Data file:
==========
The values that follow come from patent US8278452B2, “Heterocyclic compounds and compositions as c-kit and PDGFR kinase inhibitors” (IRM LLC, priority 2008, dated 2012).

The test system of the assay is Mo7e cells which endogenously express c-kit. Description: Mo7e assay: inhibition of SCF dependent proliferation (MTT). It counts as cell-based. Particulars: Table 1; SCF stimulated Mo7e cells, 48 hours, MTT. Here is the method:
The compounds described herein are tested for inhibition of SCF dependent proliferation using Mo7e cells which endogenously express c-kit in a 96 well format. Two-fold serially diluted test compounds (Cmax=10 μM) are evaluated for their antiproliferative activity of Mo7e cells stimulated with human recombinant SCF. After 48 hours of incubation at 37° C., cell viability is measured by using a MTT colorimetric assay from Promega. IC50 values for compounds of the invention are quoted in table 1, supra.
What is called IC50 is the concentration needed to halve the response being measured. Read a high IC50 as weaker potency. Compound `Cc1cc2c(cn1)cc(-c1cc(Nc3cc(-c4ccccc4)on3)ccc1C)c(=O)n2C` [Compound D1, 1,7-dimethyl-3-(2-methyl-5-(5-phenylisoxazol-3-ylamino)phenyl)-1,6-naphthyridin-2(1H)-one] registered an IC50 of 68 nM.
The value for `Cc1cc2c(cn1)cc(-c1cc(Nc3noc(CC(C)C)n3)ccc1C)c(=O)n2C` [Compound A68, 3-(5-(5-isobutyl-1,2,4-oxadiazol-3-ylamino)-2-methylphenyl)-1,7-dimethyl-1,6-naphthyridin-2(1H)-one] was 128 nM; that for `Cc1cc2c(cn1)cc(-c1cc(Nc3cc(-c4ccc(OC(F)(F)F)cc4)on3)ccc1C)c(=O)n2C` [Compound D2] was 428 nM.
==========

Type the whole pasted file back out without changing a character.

The values that follow come from patent US8278452B2, “Heterocyclic compounds and compositions as c-kit and PDGFR kinase inhibitors” (IRM LLC, priority 2008, dated 2012).

The test system of the assay is Mo7e cells which endogenously express c-kit. Description: Mo7e assay: inhibition of SCF dependent proliferation (MTT). It counts as cell-based. Particulars: Table 1; SCF stimulated Mo7e cells, 48 hours, MTT. Here is the method:
The compounds described herein are tested for inhibition of SCF dependent proliferation using Mo7e cells which endogenously express c-kit in a 96 well format. Two-fold serially diluted test compounds (Cmax=10 μM) are evaluated for their antiproliferative activity of Mo7e cells stimulated with human recombinant SCF. After 48 hours of incubation at 37° C., cell viability is measured by using a MTT colorimetric assay from Promega. IC50 values for compounds of the invention are quoted in table 1, supra.
What is called IC50 is the concentration needed to halve the response being measured. Read a high IC50 as weaker potency. Compound `Cc1cc2c(cn1)cc(-c1cc(Nc3cc(-c4ccccc4)on3)ccc1C)c(=O)n2C` [Compound D1, 1,7-dimethyl-3-(2-methyl-5-(5-phenylisoxazol-3-ylamino)phenyl)-1,6-naphthyridin-2(1H)-one] registered an IC50 of 68 nM.
The value for `Cc1cc2c(cn1)cc(-c1cc(Nc3noc(CC(C)C)n3)ccc1C)c(=O)n2C` [Compound A68, 3-(5-(5-isobutyl-1,2,4-oxadiazol-3-ylamino)-2-methylphenyl)-1,7-dimethyl-1,6-naphthyridin-2(1H)-one] was 128 nM; that for `Cc1cc2c(cn1)cc(-c1cc(Nc3cc(-c4ccc(OC(F)(F)F)cc4)on3)ccc1C)c(=O)n2C` [Compound D2] was 428 nM.